Future Oura smart rings could feature payment support and replace your keys

After acquiring startup Proxy, a raft of potential features have been unlocked
Oura photo 1
Wareable is reader-powered. If you click through using links on the site, we may earn an affiliate commission. Learn more

Oura could soon offer payment support and digital key replacement, with the smart ring maker announcing it has acquired digital identification startup Proxy.

Though the Finnish company has focused primarily on fitness tracking, recovery insights, and sleep monitoring with devices like the Oura Ring (Generation 3), the move suggests it's looking to expand into more general smart features with future iterations.

The most obvious feature to be added in a potential Oura Ring (Generation 4) would be payment support - something now widely available on wrist-based wearables - though, according to Oura CEO Tom Hale, Proxy climbing aboard should help the company move into other areas, too. 

"We are thrilled to collaborate with the innovative Proxy team to expand our addressable market, paving the way for new opportunities in areas such as payments, access, security, identity, and beyond," they said in a blog post announcing the acquisition.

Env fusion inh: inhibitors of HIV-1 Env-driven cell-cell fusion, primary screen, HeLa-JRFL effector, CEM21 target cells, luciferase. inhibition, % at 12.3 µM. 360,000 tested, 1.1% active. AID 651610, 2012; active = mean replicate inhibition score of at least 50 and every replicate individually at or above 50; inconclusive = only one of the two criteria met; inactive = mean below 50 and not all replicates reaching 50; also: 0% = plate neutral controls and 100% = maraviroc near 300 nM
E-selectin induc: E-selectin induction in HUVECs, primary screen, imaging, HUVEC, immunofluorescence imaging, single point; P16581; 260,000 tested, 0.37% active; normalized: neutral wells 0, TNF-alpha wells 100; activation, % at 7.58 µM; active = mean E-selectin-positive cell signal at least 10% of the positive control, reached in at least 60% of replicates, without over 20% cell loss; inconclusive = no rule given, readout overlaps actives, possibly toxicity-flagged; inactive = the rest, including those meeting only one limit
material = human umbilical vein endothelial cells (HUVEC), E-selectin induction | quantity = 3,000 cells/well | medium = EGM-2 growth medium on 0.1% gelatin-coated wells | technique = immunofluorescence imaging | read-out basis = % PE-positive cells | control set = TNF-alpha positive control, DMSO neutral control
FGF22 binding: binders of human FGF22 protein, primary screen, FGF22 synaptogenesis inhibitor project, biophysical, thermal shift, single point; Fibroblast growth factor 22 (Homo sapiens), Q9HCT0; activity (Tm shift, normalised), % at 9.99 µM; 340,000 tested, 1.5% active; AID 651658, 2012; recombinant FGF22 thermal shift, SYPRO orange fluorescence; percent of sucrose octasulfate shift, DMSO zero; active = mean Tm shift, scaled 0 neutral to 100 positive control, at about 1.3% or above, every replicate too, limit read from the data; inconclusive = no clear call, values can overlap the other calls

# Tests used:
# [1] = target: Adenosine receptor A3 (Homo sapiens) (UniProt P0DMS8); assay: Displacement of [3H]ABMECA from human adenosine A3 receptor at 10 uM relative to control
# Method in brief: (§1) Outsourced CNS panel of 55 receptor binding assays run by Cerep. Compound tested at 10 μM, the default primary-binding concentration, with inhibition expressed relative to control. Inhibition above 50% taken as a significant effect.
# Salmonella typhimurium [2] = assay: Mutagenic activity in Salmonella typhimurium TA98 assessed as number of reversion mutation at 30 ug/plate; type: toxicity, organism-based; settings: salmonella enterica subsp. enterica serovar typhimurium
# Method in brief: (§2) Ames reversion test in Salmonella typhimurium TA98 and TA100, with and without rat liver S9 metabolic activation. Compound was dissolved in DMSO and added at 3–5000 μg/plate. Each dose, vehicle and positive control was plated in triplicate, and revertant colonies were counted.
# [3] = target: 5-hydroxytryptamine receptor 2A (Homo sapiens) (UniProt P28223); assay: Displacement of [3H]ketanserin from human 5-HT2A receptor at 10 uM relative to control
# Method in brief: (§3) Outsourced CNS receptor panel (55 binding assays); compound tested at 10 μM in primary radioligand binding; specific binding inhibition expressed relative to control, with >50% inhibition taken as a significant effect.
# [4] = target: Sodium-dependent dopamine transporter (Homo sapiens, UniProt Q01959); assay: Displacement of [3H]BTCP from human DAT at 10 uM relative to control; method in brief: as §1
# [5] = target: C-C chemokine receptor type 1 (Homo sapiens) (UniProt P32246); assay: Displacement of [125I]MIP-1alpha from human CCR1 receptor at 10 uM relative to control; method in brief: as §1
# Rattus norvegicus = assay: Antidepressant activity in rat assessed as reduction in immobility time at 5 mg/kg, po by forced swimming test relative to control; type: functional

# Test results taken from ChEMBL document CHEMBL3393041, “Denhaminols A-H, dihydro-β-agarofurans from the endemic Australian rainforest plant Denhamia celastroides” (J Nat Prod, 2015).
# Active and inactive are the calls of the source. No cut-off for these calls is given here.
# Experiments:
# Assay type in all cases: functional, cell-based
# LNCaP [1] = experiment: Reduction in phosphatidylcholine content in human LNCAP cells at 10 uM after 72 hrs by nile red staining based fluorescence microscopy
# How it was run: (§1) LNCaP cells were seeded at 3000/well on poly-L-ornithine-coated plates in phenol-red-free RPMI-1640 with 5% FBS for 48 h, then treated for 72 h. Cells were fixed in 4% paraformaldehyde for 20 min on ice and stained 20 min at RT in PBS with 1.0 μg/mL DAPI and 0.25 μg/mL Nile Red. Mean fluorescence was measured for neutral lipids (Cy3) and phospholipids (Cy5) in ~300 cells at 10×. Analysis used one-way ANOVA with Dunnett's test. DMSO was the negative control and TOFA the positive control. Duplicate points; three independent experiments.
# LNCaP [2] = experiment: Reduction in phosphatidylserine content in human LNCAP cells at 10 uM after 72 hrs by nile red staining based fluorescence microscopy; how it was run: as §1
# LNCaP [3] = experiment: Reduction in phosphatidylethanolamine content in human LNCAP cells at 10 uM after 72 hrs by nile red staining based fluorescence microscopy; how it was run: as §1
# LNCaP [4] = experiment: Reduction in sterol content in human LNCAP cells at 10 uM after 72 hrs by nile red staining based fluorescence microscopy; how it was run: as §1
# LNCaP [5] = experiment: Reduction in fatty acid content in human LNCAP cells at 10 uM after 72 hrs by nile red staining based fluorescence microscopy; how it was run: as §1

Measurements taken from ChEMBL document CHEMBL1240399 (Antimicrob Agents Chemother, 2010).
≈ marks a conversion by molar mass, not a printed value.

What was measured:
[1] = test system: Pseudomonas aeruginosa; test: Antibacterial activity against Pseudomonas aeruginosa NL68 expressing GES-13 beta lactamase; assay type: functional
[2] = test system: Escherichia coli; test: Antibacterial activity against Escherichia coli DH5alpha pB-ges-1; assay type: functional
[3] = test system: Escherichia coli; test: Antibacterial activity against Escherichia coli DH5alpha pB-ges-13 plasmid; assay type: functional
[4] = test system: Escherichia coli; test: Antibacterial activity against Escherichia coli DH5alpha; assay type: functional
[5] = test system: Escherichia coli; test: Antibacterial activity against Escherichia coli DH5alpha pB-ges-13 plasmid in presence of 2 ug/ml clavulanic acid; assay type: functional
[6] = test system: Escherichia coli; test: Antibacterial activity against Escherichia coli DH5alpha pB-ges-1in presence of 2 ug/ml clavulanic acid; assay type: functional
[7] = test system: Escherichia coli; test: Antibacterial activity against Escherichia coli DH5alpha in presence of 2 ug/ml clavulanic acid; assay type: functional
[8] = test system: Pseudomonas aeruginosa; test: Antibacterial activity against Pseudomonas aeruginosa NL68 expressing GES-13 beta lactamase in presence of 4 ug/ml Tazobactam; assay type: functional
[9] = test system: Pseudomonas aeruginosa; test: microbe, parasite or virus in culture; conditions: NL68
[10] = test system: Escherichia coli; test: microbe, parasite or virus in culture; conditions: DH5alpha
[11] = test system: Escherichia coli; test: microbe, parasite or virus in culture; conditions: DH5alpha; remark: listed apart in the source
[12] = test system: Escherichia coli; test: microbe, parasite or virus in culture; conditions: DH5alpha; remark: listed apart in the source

Previously, Proxy has worked on building a digital identity signal platform for mobile devices and wearables in order to replace keys, cards, badges, passwords, and apps. 

Potentially, then, the next-gen Oura Ring could include a whole boatload of new features that take it well beyond the boundaries of just a fitness tracker. 

The move also comes at a time of huge growth for the company.

It recently announced an expansion into Best Buy's brick-and-mortar stores, while 2022 also saw it strike collaborations with Gucci and Strava, as well as hit the milestone of the one-millionth Oura Ring being sold. 

All in all, the future looks bright. And while there's no telling when the Proxy acquisition will bear fruit, it's fair to assume we'll see some serious development in the company's next major product. 

How we test

Conor Allison


Conor moved to Wareable Media Group in 2017, initially covering all the latest developments in smartwatches, fitness trackers, and VR. He made a name for himself writing about trying out translation earbuds on a first date and cycling with a wearable airbag, as well as covering the industry’s latest releases.

Following a stint as Reviews Editor at Pocket-lint, Conor returned to Wareable Media Group in 2022 as Editor-at-Large. Conor has become a wearables expert, and helps people get more from their wearable tech, via Wareable's considerable how-to-based guides. 

He has also contributed to British GQ, Wired, Metro, The Independent, and The Mirror. 

Related stories